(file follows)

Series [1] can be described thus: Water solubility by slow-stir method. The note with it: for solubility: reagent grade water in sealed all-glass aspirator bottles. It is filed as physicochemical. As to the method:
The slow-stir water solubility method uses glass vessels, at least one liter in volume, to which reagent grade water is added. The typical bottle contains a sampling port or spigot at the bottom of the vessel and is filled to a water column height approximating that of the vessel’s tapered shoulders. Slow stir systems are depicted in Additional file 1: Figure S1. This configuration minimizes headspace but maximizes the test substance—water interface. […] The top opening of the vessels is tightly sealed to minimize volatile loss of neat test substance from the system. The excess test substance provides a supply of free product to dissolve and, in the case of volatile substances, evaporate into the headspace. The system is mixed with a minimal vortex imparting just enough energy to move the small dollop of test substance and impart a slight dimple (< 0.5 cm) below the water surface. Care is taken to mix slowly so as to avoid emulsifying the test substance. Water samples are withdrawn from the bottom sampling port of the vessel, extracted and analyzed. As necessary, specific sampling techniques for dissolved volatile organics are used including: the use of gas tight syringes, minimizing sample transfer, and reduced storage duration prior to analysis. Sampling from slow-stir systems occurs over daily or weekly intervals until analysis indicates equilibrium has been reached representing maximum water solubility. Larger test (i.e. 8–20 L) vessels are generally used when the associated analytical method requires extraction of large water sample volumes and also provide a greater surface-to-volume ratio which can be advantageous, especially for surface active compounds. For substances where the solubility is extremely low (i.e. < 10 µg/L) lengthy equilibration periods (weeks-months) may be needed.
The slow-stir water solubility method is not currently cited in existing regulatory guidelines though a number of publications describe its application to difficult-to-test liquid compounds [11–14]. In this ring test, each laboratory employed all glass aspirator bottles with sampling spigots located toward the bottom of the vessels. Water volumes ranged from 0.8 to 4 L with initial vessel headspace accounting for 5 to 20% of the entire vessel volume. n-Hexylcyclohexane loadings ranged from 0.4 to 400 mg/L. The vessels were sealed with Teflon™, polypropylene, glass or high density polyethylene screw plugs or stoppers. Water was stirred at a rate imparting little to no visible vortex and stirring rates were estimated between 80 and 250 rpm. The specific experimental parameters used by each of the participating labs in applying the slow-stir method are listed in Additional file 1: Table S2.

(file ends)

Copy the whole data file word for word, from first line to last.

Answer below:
Series [1] can be described thus: Water solubility by slow-stir method. The note with it: for solubility: reagent grade water in sealed all-glass aspirator bottles. It is filed as physicochemical. As to the method:
The slow-stir water solubility method uses glass vessels, at least one liter in volume, to which reagent grade water is added. The typical bottle contains a sampling port or spigot at the bottom of the vessel and is filled to a water column height approximating that of the vessel’s tapered shoulders. Slow stir systems are depicted in Additional file 1: Figure S1. This configuration minimizes headspace but maximizes the test substance—water interface. […] The top opening of the vessels is tightly sealed to minimize volatile loss of neat test substance from the system. The excess test substance provides a supply of free product to dissolve and, in the case of volatile substances, evaporate into the headspace. The system is mixed with a minimal vortex imparting just enough energy to move the small dollop of test substance and impart a slight dimple (< 0.5 cm) below the water surface. Care is taken to mix slowly so as to avoid emulsifying the test substance. Water samples are withdrawn from the bottom sampling port of the vessel, extracted and analyzed. As necessary, specific sampling techniques for dissolved volatile organics are used including: the use of gas tight syringes, minimizing sample transfer, and reduced storage duration prior to analysis. Sampling from slow-stir systems occurs over daily or weekly intervals until analysis indicates equilibrium has been reached representing maximum water solubility. Larger test (i.e. 8–20 L) vessels are generally used when the associated analytical method requires extraction of large water sample volumes and also provide a greater surface-to-volume ratio which can be advantageous, especially for surface active compounds. For substances where the solubility is extremely low (i.e. < 10 µg/L) lengthy equilibration periods (weeks-months) may be needed.
The slow-stir water solubility method is not currently cited in existing regulatory guidelines though a number of publications describe its application to difficult-to-test liquid compounds [11–14]. In this ring test, each laboratory employed all glass aspirator bottles with sampling spigots located toward the bottom of the vessels. Water volumes ranged from 0.8 to 4 L with initial vessel headspace accounting for 5 to 20% of the entire vessel volume. n-Hexylcyclohexane loadings ranged from 0.4 to 400 mg/L. The vessels were sealed with Teflon™, polypropylene, glass or high density polyethylene screw plugs or stoppers. Water was stirred at a rate imparting little to no visible vortex and stirring rates were estimated between 80 and 250 rpm. The specific experimental parameters used by each of the participating labs in applying the slow-stir method are listed in Additional file 1: Table S2.